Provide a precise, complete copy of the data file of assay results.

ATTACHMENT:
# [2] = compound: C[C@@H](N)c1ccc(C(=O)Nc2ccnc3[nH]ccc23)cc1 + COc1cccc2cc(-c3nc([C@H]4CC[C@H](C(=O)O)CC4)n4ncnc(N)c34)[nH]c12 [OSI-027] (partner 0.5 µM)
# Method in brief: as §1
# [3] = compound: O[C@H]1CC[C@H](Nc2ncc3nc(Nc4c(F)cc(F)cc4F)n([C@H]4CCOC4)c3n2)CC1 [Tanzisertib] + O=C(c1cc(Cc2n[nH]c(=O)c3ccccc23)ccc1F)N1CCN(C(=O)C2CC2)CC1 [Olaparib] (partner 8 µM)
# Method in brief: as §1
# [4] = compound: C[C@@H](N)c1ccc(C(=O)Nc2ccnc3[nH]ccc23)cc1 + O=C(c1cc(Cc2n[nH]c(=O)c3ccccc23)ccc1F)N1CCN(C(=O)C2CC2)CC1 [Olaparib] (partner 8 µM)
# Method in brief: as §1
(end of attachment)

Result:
# [2] = compound: C[C@@H](N)c1ccc(C(=O)Nc2ccnc3[nH]ccc23)cc1 + COc1cccc2cc(-c3nc([C@H]4CC[C@H](C(=O)O)CC4)n4ncnc(N)c34)[nH]c12 [OSI-027] (partner 0.5 µM)
# Method in brief: as §1
# [3] = compound: O[C@H]1CC[C@H](Nc2ncc3nc(Nc4c(F)cc(F)cc4F)n([C@H]4CCOC4)c3n2)CC1 [Tanzisertib] + O=C(c1cc(Cc2n[nH]c(=O)c3ccccc23)ccc1F)N1CCN(C(=O)C2CC2)CC1 [Olaparib] (partner 8 µM)
# Method in brief: as §1
# [4] = compound: C[C@@H](N)c1ccc(C(=O)Nc2ccnc3[nH]ccc23)cc1 + O=C(c1cc(Cc2n[nH]c(=O)c3ccccc23)ccc1F)N1CCN(C(=O)C2CC2)CC1 [Olaparib] (partner 8 µM)
# Method in brief: as §1